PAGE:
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Caution: if you opened this post thinking that it would be a profound address to the world leader of the small island country of Nauru, which has been plagued in the past decade by a faltering economy based on depleted phosphate mining, a brief stint as an international tax haven, an offshore detention center for the government of Australia, and accusations of corrupt politics:

You are about to be sorely disappointed.

Nauru Awareness Day!  Nauru is a tiny island all alone in the  middle of the Pacific.  Today let them know they're not completely forgotten by sending the President a friendly postcard at Office of the President, c/o Ministry of Works, Yaren Nauru.

"Day 31: Nauru Awareness Day! Nauru is a tiny island all alone in the middle of the Pacific. Today let them know they're not completely forgotten by sending the President a friendly postcard at Office of the President, c/o Ministry of Works, Yaren Nauru."

Yep, another daily task from This Book Will Change Your Life.  Nauru is a tiny island nation near Australia with a population of about 13,000, which sadly means that ASUC President Roxanne Winston yields power over roughly twice as many people as President Marcus Stephen of Nauru.  I couldn’t try roast Nauru pig today as my book recommended, but I did send President Stephen this friendly card purchased especially for the occasion at Avant Carde on Bancroft:

avant carde card

and wrote him a note:

I was not being facetious.  The guy is a gold medal-winning weightlifter.

With that last paragraph, I was not, in fact, being facetious:

President Stephen of Nauru (right) discusses lifting up President Ma of Taiwan and spinning him around WWF-style during a ceremonial inspection of the troops.

President Stephen of Nauru (right) ponders lifting President Ma of Taiwan up over his head and spinning him around WWF-style during a ceremonial inspection of the troops.

Too bad ASUC President Roxanne Winston never won any weightlifting championships.

In the spirit of Nauru Awareness Day, familiarize yourself with basic Nauru facts and scope out Nauru’s tourism bureau website to acquaint yourself with accomodation options.  This information will come in handy should you choose to visit Nauru yourself, as the larger of the two hotels on the island boasts a swimming pool and air conditioning.  Or glance over President Stephen’s international medal record and bemoan the complete lack of pictures of Nauru’s specialty roast pig on Google Image Search.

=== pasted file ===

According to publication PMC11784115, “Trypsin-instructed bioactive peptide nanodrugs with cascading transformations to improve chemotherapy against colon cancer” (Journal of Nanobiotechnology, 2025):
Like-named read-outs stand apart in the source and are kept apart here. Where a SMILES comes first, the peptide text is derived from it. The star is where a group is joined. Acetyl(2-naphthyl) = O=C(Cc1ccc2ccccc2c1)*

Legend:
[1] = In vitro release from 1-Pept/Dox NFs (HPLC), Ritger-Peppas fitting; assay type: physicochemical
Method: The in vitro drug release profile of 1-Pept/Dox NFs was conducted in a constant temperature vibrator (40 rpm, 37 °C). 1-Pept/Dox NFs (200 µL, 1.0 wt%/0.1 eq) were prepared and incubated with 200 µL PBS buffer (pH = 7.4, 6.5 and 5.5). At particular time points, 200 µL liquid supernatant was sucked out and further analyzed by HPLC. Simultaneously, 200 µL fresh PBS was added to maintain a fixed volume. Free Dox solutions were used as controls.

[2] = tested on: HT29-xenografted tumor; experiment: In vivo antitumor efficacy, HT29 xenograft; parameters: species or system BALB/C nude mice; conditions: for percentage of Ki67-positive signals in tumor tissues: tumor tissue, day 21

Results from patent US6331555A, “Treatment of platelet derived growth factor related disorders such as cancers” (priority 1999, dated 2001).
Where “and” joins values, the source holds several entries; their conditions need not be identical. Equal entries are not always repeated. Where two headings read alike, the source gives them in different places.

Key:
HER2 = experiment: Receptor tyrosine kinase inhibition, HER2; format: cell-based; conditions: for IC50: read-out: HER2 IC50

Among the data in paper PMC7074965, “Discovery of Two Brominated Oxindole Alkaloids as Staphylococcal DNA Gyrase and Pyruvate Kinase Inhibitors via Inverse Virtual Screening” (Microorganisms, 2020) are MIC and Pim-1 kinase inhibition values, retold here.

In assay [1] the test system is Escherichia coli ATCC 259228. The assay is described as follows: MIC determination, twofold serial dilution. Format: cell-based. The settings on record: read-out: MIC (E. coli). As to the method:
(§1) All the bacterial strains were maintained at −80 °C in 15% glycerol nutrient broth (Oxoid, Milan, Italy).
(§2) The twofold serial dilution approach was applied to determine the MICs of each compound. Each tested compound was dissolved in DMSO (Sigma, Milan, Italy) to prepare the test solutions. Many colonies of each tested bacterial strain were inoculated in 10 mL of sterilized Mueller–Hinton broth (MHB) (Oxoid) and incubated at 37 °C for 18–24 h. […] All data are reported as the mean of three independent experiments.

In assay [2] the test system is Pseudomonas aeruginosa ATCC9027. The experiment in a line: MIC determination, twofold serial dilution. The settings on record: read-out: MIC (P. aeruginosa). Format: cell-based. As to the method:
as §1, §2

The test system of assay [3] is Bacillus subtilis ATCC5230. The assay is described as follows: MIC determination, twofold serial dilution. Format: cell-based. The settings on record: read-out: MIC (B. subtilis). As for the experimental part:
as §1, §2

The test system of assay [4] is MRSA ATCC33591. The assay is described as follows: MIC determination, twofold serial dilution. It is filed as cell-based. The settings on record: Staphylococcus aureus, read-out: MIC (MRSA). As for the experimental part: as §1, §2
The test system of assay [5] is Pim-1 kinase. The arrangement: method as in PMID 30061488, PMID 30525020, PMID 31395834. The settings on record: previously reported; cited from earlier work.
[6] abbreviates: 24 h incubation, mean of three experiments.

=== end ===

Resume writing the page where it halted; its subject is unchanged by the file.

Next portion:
Apparently this is 2007 news, but it’s news to me and to a lot of people I’ve talked to: the Australian government has decided to ban all incandescent lightbulbs in the country by 2010 to encourage the use of alternatives like CFLs.

Those had better be fluorescent lights, Sydney.

Those had better be fluorescent lights, Sydney.

CFLs are more expensive than incandescent lightbulbs, but they use about 1/5 of the energy (less energy is wasted as heat) and they last longer, so your energy bill can be lower in the long run.  In fact, my physics professor last year mentioned that when he was suprised when he traveled to Morocco, a relatively poor country that you’d think could not afford the high initial cost of CFLs.  In fact, it turns out that everyone in Morocco uses CFLs because they can’t afford the high sustained cost of running incandescent bulbs.

Nowadays, CFLs come in all shapes, and they dont cast a harsh light like old fluorescents did.

Nowadays, CFLs come in all shapes, and they don't cast a harsh light like old fluorescents did.

One common concern about CFLs is that they contain trace amounts of mercury.  I’ve heard that CFLs don’t have enough mercury to pose a danger to the consumer (unless you’re a total moron and run over to a broken bulb, inhaling deeply), but I suppose that disposing of them properly could be a concern.

Do you think that Australia’s move to ban incandescent lightbulbs is an example of a government taking positive steps to address the environment, or a decision best left up to individuals?